“The people we’re attracting are that 5-15% of people in every single disease who will share their information openly. We know that target group exists,” he says. Once PatientsLikeMe proves that sharing medical information provides more collective benefit than keeping it private – establishing best care practices and accelerating research into treatments – he anticipates more people will overcome their privacy concerns.
But even data from the 5-15% segment alone has tremendous value, especially for a prevalent condition like heart disease. “The Framingham heart study has 5,000 people,” Williams points out. “We’re talking about building 200 Framingham heart studies in 200 different diseases.”
How reliable is the information generated by PatientsLikeMe? Although patients misinterpreting or misreporting information is a very real possibility, the aggregated data is structured to make outliers evident. Because these charts and graphs are posted on the site, patients have an opportunity to spot and correct mistakes themselves. If a patient sees that she is the only person who reported taking a particular medication for a particular purpose, for example, she may realize that she’s misunderstood why her doctor prescribed it.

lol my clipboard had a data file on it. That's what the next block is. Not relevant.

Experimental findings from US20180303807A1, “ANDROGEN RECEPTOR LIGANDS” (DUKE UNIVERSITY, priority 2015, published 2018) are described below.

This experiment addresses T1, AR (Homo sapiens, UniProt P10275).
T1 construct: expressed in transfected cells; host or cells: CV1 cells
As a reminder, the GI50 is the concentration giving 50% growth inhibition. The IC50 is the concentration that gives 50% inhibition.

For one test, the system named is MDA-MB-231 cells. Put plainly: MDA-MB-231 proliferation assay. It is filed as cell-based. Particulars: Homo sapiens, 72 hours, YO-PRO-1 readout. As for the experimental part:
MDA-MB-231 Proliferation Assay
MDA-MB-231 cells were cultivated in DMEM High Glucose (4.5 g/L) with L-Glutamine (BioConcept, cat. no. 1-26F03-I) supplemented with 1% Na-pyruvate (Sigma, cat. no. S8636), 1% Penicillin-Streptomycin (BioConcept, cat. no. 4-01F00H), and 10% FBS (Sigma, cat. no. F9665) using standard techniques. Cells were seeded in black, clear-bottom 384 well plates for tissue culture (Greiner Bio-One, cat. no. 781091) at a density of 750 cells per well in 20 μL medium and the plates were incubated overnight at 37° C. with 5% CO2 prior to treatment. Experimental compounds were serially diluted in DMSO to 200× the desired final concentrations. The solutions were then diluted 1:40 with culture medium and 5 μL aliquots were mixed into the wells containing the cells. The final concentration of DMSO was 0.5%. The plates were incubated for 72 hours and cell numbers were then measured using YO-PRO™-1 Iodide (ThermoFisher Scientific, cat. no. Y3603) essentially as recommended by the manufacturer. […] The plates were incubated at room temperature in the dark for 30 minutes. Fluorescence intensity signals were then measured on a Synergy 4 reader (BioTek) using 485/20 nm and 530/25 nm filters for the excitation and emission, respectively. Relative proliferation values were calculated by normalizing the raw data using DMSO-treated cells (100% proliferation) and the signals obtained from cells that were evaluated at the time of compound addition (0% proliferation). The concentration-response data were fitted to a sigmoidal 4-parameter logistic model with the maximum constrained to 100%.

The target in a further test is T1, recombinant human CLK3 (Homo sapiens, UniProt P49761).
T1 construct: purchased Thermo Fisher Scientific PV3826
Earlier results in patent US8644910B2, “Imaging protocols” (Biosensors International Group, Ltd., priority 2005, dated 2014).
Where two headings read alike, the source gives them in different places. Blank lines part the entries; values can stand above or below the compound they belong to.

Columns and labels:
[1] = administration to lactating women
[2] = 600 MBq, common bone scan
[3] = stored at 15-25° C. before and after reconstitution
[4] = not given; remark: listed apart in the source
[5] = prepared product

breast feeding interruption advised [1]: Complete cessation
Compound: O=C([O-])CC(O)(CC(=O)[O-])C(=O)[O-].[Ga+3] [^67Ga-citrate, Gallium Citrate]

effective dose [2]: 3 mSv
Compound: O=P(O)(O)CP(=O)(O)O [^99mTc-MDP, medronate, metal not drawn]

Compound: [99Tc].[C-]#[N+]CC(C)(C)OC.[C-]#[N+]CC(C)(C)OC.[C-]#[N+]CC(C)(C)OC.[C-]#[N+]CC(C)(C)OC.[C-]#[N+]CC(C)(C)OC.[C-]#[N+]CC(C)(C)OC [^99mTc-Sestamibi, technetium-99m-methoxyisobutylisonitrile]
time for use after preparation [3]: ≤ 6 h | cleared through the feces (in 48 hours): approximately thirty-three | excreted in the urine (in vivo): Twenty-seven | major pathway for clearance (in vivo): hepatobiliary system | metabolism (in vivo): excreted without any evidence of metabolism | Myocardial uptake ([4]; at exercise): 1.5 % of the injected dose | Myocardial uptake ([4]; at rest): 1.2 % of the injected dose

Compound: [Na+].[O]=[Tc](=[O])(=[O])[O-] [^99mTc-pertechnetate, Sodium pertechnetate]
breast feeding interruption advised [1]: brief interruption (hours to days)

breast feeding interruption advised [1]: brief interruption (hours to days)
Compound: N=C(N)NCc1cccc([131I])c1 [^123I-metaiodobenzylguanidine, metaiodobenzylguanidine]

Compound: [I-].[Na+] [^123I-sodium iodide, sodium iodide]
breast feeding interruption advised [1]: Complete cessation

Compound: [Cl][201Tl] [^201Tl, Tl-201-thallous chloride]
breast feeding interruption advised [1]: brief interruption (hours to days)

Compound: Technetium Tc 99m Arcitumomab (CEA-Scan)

Unlike most “health 2.0” businesses, PatientsLikeMe forgoes advertising in order to maintain high credibility with its members. Instead, revenues come from selling data to carefully screened partners that develop or sell drugs, devices, insurance or medical services aligned to the needs of patients.
While it’s a model that promises profitability, the ultimate goal is to benefit the patients themselves. As the site’s founders explain, “When patients share real-world data, collaboration on a global scale becomes possible. New treatments become possible. Most importantly, change becomes possible.”
Health clinics based in retail outlets, particularly drug stores, are changing the way primary care is delivered. Their proponents cite access, convenience, and price transparency as the major reasons for their popularity and growth. Further fueling this concept is the growing shortage of primary care doctors.